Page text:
The Japanese government would not have wanted our companies to pay war reparations. Instead, they would have taken those companies and the leadership would have been executed. The reason I say this is because of the way that the Japanese government and their military treated our troops when they were captured on the battlefield. The only way that the prisoners will ever see a penny is to go after the companies themselves. It is, and has been, a disappointment to our WWII veterans because of the way that our own government has handled this matter. There have also been lawsuits filed by Chinese citizens that suffered even harsher treatment during Japan’s occupation of China. These lawsuits were filed in Japan against Japanese corporations and not the government. Those who have been following these suits still say that there chances are slim to none that they will win under the Japanese legal system.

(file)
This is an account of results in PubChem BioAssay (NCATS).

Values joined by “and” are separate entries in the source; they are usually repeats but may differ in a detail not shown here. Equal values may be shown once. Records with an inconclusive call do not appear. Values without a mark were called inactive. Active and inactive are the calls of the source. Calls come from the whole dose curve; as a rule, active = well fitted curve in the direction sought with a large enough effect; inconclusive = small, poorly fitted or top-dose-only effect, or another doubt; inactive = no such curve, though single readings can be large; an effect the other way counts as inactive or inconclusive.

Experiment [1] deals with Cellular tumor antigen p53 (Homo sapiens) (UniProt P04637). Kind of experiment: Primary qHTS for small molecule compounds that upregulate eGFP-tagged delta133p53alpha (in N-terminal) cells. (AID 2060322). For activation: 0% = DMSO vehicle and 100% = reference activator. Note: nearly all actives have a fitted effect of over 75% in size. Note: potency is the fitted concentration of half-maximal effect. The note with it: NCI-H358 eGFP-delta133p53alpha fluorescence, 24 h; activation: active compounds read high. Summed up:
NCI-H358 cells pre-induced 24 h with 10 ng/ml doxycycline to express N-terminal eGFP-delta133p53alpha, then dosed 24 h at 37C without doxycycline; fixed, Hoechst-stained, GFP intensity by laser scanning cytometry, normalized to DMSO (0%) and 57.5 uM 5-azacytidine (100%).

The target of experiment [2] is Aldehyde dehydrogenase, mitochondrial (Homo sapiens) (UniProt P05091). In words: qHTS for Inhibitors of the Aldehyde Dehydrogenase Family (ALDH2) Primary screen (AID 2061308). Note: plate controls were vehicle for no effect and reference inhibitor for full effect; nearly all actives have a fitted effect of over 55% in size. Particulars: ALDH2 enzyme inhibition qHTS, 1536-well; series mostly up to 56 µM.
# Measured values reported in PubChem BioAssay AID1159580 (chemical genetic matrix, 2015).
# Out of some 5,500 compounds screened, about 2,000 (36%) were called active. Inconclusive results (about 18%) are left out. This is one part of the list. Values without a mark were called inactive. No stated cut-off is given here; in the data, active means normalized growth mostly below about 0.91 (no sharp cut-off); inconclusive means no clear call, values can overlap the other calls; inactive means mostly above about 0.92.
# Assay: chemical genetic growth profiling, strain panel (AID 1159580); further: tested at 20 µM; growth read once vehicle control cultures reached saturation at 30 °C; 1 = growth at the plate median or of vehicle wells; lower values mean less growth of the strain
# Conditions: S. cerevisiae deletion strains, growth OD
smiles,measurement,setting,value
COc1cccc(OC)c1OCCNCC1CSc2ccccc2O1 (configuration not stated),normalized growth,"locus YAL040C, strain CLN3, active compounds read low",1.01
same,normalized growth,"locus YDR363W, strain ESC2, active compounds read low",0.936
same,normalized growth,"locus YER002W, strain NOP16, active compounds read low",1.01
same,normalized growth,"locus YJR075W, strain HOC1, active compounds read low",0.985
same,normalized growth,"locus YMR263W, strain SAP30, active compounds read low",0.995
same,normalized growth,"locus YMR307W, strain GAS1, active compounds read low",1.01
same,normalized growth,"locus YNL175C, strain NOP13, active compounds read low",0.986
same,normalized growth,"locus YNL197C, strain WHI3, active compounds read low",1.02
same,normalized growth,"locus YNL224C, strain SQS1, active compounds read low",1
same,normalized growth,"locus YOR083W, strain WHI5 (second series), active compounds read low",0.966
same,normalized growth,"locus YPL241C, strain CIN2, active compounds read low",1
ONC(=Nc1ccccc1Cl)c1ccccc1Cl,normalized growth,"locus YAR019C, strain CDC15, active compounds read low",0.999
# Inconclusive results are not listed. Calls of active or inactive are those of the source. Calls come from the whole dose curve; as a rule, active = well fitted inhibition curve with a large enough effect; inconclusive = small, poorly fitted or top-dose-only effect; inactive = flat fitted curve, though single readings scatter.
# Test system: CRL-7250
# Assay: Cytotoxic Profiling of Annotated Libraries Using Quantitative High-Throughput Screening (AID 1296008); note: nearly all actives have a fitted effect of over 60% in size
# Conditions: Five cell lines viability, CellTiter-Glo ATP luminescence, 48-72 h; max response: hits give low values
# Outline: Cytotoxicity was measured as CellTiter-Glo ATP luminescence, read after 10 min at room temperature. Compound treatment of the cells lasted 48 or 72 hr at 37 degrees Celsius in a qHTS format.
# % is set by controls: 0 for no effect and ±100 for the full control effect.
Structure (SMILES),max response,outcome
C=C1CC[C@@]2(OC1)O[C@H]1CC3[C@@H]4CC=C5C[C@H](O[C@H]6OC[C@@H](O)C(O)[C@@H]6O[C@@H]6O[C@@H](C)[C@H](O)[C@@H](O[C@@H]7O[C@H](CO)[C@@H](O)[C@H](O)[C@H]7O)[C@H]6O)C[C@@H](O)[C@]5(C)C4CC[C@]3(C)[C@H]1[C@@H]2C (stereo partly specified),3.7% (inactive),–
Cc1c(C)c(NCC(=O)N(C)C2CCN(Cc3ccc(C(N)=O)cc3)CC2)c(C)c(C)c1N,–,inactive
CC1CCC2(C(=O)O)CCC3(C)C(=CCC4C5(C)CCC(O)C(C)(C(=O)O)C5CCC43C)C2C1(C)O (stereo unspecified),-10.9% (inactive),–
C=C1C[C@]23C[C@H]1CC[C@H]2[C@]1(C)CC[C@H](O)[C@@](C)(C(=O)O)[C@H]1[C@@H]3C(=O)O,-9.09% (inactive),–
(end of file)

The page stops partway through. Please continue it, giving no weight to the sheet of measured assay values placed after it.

Lawyers for these Japanese corporations have stated that they take the charges seriously but can not comment on them. I will comment on one other point that is very upsetting to me and that is the fact that most of these lawyers for the Japanese government are American. The only thing that they will say is that there have been similar suits in which most, if not all, of the charges were dismissed. They have also stated that the charges raise several substantial and complex international and constitutional issues. One question? Whose constitutional issues? If it’s Japan’s, who cares. They lost the war. Let them pay our men what is owed.
The Japanese corporations made money off of the labor of our imprisoned troops. The government also saved money and made money off of the blood, sweat and countless tears of these men.